5 Simple Strategies for Surviving the Homework Battlefield

If you have kids in school, you’ve been there. The family schedule is already packed with extra-curricular activities. Perhaps your boss has doubled your workload and the laundry basket is piled high. You hoped to spend some quality time with your child until you learn their teacher has assigned homework that’s due the next day. But fear not, here are some tips to get you out of the deep trenches of the homework battlefield.

  1. Make a Schedule

Look at the time of day that works best for your family. As a rule, it’s best to tear into homework sooner rather than later. Tackling homework soon after the school day ends is ideal because the information is still fresh in your child’s memory.

However, there are situations that cause homework to wait, such as dance lessons or basketball practice. So, try to avoid cramming in homework when resistance will be at its worst. For example, bedtime is not the optimal time for homework.

  1. Set the Scene

Make a plan for homework that includes an area free from distractions and is ready for the job. Take a quick look at the assignments and gather the necessary supplies. Grab that calculator or those coloring supplies prior to beginning the work. This allows your child to stay engaged with the task at hand without having to stop to look for something and then losing their focus.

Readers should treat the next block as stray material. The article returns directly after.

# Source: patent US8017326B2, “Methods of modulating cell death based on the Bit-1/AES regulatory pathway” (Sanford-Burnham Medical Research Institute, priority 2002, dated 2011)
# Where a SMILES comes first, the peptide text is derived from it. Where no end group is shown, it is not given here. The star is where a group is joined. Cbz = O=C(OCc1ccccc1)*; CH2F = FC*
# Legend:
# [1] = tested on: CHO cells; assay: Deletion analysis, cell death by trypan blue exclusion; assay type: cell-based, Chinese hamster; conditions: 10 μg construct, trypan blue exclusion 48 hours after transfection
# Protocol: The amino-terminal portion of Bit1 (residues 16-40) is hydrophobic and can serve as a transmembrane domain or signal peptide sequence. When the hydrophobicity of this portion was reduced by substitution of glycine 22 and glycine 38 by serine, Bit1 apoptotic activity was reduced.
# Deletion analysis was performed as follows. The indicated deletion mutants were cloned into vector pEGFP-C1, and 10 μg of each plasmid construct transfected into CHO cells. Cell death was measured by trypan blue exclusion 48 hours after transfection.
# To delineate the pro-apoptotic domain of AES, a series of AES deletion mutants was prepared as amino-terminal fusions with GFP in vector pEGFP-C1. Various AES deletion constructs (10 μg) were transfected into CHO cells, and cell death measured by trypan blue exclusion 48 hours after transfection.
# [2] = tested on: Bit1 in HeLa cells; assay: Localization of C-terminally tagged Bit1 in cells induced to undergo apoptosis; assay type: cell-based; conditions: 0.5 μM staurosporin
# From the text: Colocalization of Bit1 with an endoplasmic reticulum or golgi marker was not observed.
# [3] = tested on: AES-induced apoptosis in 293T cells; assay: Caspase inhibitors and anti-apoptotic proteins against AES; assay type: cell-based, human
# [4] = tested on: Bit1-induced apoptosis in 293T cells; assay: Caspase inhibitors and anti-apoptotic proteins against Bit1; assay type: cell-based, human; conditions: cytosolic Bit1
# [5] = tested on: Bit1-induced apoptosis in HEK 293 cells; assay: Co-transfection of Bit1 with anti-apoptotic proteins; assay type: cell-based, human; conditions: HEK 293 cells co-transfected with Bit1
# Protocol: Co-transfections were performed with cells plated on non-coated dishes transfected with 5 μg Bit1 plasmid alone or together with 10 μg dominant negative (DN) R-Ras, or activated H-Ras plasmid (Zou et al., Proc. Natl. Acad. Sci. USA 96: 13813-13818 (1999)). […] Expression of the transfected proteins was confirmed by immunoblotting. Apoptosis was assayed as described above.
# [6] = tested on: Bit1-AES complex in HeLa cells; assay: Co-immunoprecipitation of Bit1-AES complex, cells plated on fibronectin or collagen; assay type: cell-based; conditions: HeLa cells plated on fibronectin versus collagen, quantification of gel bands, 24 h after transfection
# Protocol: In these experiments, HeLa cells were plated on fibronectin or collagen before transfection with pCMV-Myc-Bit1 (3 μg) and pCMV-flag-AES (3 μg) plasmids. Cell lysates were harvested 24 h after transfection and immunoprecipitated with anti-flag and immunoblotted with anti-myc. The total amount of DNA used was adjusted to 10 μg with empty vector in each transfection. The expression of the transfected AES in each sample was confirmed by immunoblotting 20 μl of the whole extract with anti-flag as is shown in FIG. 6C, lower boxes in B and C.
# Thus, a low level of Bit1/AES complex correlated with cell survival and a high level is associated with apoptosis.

1. Meet Your Child’s Teacher

Take the time to get to know your child’s teacher. Learn their expectations and grading policies. Build a rapport that allows for open, honest conversations about your child’s work habits. When you have a connection with the teacher, it’s easier to reach out for homework help when it’s necessary.

  1. Set a Good Example

Model the importance of a strong work ethic by working alongside your child. Pay your bills or read a book. Write in your journal or organize your household budget. Or, you could learn a new skill. Do it in the same spot where your child is working.

Allow your child to see your efforts while staying available for questions and assistance with the homework. Be careful to just check their homework and offer suggestions. Even though it may be tempting to save time, never do the work for your child.

  1. Build Confidence in Your Child

Many students don’t know how to tackle assignments without some assistance. Show your child how to chunk large assignments into manageable pieces. Also, offer praise for the completion of each step. When directions cause frustration, break them down and find out what your child does know how to do and follow with compliments to boost self-esteem.

When there is a staggering amount of work to do in one evening, allow your child to vent and show empathy to your child before you dive in. Get rid of those negative emotions before the work begins to ensure a quality session.

Following a few simple guidelines could turn a night on the homework battlefield into a fun evening of learning with your child. Who knows? You might even start to look forward to homework.

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